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Leaf and stem blight, a destructive disease of pachysandra, is caused by the fungus Volutella pachysandrae. Both the leaves and stems of pachysandra are attacked by this fungus. Brown blotches on the leaves are usually the first noticeable symptoms. The blotches gradually increase in size until the entire leaf turns brown or black and dies.
In severe infections, stem cankers (browning of the stem at the terminal, mid-stem or ground level) occur and will cause the plant to wither, turn brown or black and die. During wet weather, affected parts are often covered by reddish-orange cushion-like fruiting structures of the fungus. These structures, called spores, allow the disease to spread throughout the planting. Plants die in patches, and the disease commonly produces a circular pattern in the bed.
Disease spread is most rapid in dense overcrowded plantings and in plantings weakened by drought, winter injury, sun scold or attacks by insects. Use of a damp, heavy mulch which holds excessive moisture also encourages disease development.
For a new bed, select only healthy, high quality plants. Do not plant Pachysandra where conditions are constantly moist. Thin thick plantings to increase light and air circulation. In established infected beds remove all severely diseased plants. Prune out infected stems of other plants. Pruning should be done during dry weather to minimize the spread of the fungus. All diseased plant material should be burned or sent away in the trash. Larger beds of pachysandra may be mowed at the highest level and the clippings should be bagged and trashed. Disinfect pruners or mower blades in 70% rubbing alcohol after use. Plants may be protected with a fungicide. Spray the plants two or three times at 10 to 14 day intervals.
If Volutella blight has been a problem in the past, it may be necessary to protect plants with two or three fungicide applications beginning when new growth starts each year. Avoid heavy, thick mulches of materials, such as leaves or compost which hold moisture and favor the establishment of the disease. If mulching is needed on new plantings, large pine bark chips could be used. Remove fallen leaves in the autumn to avoid prolonged moisture exposure.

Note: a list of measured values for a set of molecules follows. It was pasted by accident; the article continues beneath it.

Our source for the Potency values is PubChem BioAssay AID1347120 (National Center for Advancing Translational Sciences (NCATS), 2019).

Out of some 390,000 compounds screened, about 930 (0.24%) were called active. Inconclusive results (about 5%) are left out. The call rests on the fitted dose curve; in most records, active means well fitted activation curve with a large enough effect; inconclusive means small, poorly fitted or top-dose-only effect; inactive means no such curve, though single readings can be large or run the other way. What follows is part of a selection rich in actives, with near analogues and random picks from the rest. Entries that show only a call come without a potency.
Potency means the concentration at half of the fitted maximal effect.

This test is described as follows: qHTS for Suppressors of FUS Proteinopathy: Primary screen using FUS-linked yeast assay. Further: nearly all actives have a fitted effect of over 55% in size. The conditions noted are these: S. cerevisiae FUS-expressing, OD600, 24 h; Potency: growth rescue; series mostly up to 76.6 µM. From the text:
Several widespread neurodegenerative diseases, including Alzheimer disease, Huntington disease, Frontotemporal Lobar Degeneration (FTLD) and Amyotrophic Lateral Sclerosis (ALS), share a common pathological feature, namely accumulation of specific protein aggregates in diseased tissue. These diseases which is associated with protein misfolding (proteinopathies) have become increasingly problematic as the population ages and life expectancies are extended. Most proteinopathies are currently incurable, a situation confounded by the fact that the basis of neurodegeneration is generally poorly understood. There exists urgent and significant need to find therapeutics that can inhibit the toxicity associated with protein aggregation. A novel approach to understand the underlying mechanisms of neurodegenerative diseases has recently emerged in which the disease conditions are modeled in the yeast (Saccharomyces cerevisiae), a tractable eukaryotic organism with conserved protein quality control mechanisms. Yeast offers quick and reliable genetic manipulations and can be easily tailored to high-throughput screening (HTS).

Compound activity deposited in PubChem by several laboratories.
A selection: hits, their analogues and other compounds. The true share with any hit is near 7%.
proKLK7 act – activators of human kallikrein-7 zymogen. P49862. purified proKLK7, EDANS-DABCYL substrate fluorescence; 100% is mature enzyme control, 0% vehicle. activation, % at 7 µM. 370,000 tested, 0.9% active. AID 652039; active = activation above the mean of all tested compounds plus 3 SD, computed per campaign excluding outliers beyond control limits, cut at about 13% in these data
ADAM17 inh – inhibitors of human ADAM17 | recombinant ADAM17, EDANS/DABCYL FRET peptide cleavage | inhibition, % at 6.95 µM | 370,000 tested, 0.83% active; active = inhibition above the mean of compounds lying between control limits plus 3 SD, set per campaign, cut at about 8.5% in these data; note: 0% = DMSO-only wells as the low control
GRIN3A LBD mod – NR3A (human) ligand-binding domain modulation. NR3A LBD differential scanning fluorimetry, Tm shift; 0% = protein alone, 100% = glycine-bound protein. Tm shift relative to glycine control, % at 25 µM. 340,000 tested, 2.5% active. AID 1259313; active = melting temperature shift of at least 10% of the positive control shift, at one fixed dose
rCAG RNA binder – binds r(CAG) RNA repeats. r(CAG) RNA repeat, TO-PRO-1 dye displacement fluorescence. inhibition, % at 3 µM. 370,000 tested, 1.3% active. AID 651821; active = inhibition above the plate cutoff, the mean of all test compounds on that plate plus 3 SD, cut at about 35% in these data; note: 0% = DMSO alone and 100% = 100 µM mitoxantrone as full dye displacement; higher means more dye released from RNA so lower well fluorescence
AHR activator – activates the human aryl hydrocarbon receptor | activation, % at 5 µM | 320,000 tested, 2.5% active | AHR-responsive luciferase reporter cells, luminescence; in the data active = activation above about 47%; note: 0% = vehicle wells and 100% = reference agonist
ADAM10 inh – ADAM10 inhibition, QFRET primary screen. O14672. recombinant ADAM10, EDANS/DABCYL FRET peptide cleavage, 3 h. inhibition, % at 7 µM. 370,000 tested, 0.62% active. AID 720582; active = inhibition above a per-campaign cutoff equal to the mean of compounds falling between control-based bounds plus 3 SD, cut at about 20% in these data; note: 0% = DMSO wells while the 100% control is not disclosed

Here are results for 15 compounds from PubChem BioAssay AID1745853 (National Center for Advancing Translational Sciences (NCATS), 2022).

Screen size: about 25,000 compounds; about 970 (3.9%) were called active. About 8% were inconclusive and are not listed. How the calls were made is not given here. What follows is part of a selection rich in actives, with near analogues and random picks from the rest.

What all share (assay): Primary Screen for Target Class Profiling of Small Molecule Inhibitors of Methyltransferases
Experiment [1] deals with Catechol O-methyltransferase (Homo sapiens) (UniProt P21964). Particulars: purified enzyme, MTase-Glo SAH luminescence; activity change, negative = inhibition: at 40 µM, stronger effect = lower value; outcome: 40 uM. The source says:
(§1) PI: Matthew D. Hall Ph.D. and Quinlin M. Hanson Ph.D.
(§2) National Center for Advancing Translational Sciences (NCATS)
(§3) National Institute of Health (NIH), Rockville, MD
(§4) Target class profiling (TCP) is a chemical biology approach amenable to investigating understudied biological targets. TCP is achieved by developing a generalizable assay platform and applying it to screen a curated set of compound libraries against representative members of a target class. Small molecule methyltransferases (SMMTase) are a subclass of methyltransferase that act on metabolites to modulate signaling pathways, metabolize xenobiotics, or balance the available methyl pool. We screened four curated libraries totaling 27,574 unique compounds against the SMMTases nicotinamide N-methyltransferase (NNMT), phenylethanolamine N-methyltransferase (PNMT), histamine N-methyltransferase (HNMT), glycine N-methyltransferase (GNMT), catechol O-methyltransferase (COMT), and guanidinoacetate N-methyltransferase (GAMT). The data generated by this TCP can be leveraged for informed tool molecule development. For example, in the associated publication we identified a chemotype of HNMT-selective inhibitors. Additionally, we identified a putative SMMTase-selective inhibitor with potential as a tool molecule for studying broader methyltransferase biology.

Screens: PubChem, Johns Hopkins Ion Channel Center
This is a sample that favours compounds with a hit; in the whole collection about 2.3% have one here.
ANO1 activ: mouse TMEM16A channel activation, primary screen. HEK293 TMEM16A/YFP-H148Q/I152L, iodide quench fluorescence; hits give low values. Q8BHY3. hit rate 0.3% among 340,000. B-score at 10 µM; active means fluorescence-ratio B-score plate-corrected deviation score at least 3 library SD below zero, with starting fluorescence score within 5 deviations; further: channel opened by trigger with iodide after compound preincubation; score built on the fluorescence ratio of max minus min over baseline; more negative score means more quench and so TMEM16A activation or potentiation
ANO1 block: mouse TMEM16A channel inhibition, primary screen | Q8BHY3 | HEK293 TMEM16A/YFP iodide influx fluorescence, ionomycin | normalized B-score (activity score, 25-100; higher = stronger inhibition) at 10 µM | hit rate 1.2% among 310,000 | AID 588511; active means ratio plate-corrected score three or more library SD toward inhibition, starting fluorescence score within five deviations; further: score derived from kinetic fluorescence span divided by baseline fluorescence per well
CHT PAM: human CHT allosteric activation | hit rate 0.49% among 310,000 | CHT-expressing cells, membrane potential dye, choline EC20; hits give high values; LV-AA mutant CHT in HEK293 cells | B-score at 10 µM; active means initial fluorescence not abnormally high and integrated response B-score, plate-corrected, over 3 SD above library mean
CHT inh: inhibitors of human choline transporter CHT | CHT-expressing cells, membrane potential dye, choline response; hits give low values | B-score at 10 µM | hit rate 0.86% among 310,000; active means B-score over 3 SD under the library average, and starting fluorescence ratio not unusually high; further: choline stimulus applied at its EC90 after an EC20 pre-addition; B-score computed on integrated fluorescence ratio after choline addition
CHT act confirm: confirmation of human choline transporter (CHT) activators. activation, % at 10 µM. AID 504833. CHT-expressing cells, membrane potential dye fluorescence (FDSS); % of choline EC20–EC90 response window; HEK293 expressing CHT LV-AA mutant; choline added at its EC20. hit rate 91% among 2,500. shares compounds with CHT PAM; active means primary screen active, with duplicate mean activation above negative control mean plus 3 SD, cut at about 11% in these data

The disease spreads rapidly in stands that have been weakened by insects such as Euonymus scale and root knot nematodes so an attempt should be made to control them. Scale insects, particularly euonymus scale, can be very destructive. For control of scale, prune badly infested plants. Horticultural oil can be applied in mid-April to early May. If coverage is good, excellent control can be achieved.
Euonymus scale Scale body with hard cover removed
Despite good cultural practices, pests and diseases at times may appear. Chemical control should be used only after all other methods have failed.
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Revised by UConn Home and Garden Education Center 2016.
The information in this material is for educational purposes. The recommendations contained are based on the best available knowledge at the time of printing. Any reference to commercial products, trade or brand names is for information only, and no endorsement or approval is intended. The Cooperative Extension system does not guarantee or warrant the standard of any product referenced or imply approval of the product to the exclusion of others which also may be available. All agrochemicals/pesticides listed are registered for suggested uses in accordance with federal and Connecticut state laws and regulations as of the date of printing. If the information does not agree with current labeling, follow the label instructions. The label is the law. Warning! Agrochemicals/pesticides are dangerous. Read and follow all instructions and safety precautions on labels. Carefully handle and store agrochemicals/pesticides in originally labeled containers immediately in a safe manner and place. Contact the Connecticut Department of Environmental Protection for current regulations. The user of this information assumes all risks for personal injury or property damage. Issued in furtherance of Cooperative Extension work, Acts of May 8 and June 30, 1914, in cooperation with the U.S. Department of Agriculture. Gregory J. Weidemann, Director, Cooperative Extension System, University of Connecticut, Storrs. The Connecticut Cooperative Extension System offers its programs to persons regardless of race, color, national origin, sex, age or disability and is an equal opportunity employer.